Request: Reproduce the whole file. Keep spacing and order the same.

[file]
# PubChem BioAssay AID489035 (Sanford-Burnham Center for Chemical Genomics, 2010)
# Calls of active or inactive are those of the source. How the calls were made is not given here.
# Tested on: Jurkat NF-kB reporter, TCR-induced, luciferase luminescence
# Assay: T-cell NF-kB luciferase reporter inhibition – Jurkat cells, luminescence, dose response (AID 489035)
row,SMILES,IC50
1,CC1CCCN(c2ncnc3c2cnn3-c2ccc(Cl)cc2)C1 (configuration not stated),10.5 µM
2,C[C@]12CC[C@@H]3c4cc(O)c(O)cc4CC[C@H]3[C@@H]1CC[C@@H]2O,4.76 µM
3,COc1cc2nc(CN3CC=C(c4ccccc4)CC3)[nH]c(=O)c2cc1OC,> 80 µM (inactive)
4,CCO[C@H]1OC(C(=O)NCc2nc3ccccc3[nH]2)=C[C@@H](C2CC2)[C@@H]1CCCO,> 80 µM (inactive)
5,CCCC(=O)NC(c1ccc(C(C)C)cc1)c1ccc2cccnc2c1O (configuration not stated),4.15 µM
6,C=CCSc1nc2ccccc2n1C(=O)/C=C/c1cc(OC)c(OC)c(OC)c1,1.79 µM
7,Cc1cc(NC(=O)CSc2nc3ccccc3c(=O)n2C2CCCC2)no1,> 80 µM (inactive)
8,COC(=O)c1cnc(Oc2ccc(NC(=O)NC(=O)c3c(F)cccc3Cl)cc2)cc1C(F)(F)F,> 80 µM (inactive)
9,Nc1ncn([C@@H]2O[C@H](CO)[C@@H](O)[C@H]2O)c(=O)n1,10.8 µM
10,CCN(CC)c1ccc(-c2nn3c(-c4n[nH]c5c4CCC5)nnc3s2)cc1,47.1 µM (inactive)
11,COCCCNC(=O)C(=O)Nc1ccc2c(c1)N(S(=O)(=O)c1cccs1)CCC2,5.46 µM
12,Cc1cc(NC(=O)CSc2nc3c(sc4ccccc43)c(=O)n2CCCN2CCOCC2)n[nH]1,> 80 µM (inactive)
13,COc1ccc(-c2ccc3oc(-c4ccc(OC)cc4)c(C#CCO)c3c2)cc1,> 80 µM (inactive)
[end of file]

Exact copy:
# PubChem BioAssay AID489035 (Sanford-Burnham Center for Chemical Genomics, 2010)
# Calls of active or inactive are those of the source. How the calls were made is not given here.
# Tested on: Jurkat NF-kB reporter, TCR-induced, luciferase luminescence
# Assay: T-cell NF-kB luciferase reporter inhibition – Jurkat cells, luminescence, dose response (AID 489035)
row,SMILES,IC50
1,CC1CCCN(c2ncnc3c2cnn3-c2ccc(Cl)cc2)C1 (configuration not stated),10.5 µM
2,C[C@]12CC[C@@H]3c4cc(O)c(O)cc4CC[C@H]3[C@@H]1CC[C@@H]2O,4.76 µM
3,COc1cc2nc(CN3CC=C(c4ccccc4)CC3)[nH]c(=O)c2cc1OC,> 80 µM (inactive)
4,CCO[C@H]1OC(C(=O)NCc2nc3ccccc3[nH]2)=C[C@@H](C2CC2)[C@@H]1CCCO,> 80 µM (inactive)
5,CCCC(=O)NC(c1ccc(C(C)C)cc1)c1ccc2cccnc2c1O (configuration not stated),4.15 µM
6,C=CCSc1nc2ccccc2n1C(=O)/C=C/c1cc(OC)c(OC)c(OC)c1,1.79 µM
7,Cc1cc(NC(=O)CSc2nc3ccccc3c(=O)n2C2CCCC2)no1,> 80 µM (inactive)
8,COC(=O)c1cnc(Oc2ccc(NC(=O)NC(=O)c3c(F)cccc3Cl)cc2)cc1C(F)(F)F,> 80 µM (inactive)
9,Nc1ncn([C@@H]2O[C@H](CO)[C@@H](O)[C@H]2O)c(=O)n1,10.8 µM
10,CCN(CC)c1ccc(-c2nn3c(-c4n[nH]c5c4CCC5)nnc3s2)cc1,47.1 µM (inactive)
11,COCCCNC(=O)C(=O)Nc1ccc2c(c1)N(S(=O)(=O)c1cccs1)CCC2,5.46 µM
12,Cc1cc(NC(=O)CSc2nc3c(sc4ccccc43)c(=O)n2CCCN2CCOCC2)n[nH]1,> 80 µM (inactive)
13,COc1ccc(-c2ccc3oc(-c4ccc(OC)cc4)c(C#CCO)c3c2)cc1,> 80 µM (inactive)